Saturday, April 05, 2008

Hey gunbloggers - Yoo hoo

By Libby

The focus on Yoo's memo has been mainly about the torture excuses and the assertion that Ashcroft signed off on it. He apparently didn't. But I would think that Second Amendment bloggers would be more than little concerned about this item.
The Justice Department concluded in October 2001 that military operations combating terrorism inside the United States are not limited by Fourth Amendment protections against unreasonable searches and seizures, in one of several secret memos containing new and controversial assertions of presidential power. [...]

The Fourth Amendment assertion is one of several far-reaching legal arguments revealed by the disclosure Tuesday of a 2003 Justice Department memo that authorized harsh military interrogations. In its footnotes, asides and central text, that 81-page memo asserted nearly unlimited presidential powers during a time of war, although the Justice Department later said the military should not rely on its reasoning.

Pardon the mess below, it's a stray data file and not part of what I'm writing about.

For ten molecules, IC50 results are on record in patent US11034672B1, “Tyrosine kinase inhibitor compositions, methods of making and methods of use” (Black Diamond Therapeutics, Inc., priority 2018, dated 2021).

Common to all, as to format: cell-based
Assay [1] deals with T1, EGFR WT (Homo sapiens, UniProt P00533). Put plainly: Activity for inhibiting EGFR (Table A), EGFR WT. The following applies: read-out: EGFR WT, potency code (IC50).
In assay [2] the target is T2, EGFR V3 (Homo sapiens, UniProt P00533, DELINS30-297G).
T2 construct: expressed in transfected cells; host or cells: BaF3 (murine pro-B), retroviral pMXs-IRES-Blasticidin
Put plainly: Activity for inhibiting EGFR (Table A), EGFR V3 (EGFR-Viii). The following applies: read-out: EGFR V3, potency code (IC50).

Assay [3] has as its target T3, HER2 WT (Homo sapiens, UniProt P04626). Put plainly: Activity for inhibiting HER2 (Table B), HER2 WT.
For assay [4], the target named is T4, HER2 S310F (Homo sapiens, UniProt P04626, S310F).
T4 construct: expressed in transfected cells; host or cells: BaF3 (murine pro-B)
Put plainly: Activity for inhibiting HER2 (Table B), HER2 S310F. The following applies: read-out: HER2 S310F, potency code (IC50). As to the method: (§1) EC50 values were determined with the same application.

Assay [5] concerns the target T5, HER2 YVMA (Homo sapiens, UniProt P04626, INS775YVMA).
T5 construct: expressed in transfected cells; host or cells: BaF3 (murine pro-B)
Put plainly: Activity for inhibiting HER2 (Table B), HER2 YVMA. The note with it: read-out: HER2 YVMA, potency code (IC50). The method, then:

The way I read this, all Bush has to do is declare a national terrorist emergency and he can send his stormtroopers into the streets of America and confiscate your guns, the law and the constitution be damned. Furthermore, if a president wanted to declare martial law for some reason, any reason, this memo would pretty much allow it.

I'm often assured that would never happen, but I have to ask, if the administration never even contemplated such a move, why on earth would they go to the trouble to lay a 'legal' framework for it and I might remind you that this is not the only justification they have put into place to do so. Let's not forget the de facto repeal of Posse Comitatus. Add to that the massive database the administration has assembled including phone calls, internet communications and financial transactions which would give them the ability to pinpoint who owns the guns and it looks to me like the government could disarm the citizenry a lot more efficiently and swiftly than they can terrorists.

Maybe they'll never use this power, but is anyone willing to take that chance? And if you're willing to trust this administration with that kind of power, ask yourself if you're willing to trust the next one. The precedents don't disappear just because the players change.

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